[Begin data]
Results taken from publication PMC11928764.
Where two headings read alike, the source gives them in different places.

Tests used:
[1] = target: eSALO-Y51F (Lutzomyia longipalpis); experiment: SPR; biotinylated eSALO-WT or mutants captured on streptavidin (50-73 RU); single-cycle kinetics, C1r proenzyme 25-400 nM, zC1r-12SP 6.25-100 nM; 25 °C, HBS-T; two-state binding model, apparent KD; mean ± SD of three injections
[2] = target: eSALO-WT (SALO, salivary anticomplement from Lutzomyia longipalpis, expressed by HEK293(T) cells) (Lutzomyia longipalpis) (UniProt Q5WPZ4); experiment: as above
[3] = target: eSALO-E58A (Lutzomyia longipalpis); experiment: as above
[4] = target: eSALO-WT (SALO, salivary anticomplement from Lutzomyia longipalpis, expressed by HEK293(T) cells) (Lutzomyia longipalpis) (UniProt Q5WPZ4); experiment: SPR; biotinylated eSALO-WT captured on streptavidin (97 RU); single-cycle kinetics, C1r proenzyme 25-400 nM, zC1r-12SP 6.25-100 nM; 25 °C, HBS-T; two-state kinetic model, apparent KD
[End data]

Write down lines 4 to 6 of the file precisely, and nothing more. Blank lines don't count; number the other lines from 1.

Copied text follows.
[1] = target: eSALO-Y51F (Lutzomyia longipalpis); experiment: SPR; biotinylated eSALO-WT or mutants captured on streptavidin (50-73 RU); single-cycle kinetics, C1r proenzyme 25-400 nM, zC1r-12SP 6.25-100 nM; 25 °C, HBS-T; two-state binding model, apparent KD; mean ± SD of three injections
[2] = target: eSALO-WT (SALO, salivary anticomplement from Lutzomyia longipalpis, expressed by HEK293(T) cells) (Lutzomyia longipalpis) (UniProt Q5WPZ4); experiment: as above
[3] = target: eSALO-E58A (Lutzomyia longipalpis); experiment: as above